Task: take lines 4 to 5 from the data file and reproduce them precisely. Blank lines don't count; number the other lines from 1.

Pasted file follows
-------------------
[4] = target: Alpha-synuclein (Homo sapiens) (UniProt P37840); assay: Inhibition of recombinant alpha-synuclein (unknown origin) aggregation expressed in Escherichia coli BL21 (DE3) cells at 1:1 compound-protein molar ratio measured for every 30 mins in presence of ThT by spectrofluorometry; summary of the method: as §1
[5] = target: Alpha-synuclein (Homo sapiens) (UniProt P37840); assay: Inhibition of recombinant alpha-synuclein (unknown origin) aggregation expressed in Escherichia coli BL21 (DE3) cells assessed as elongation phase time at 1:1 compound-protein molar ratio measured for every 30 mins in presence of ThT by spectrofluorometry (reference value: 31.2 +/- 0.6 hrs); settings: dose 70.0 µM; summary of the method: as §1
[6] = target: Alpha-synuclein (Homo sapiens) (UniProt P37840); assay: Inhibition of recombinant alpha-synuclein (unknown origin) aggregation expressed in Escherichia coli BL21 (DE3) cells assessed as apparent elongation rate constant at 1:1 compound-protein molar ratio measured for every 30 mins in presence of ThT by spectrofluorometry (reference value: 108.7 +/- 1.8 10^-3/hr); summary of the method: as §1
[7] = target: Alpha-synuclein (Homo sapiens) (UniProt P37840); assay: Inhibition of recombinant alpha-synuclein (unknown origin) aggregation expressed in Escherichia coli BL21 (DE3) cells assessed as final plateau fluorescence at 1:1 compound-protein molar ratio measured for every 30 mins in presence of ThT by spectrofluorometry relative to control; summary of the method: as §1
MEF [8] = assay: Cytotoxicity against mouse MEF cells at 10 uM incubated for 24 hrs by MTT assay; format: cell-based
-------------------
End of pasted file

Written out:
[7] = target: Alpha-synuclein (Homo sapiens) (UniProt P37840); assay: Inhibition of recombinant alpha-synuclein (unknown origin) aggregation expressed in Escherichia coli BL21 (DE3) cells assessed as final plateau fluorescence at 1:1 compound-protein molar ratio measured for every 30 mins in presence of ThT by spectrofluorometry relative to control; summary of the method: as §1
MEF [8] = assay: Cytotoxicity against mouse MEF cells at 10 uM incubated for 24 hrs by MTT assay; format: cell-based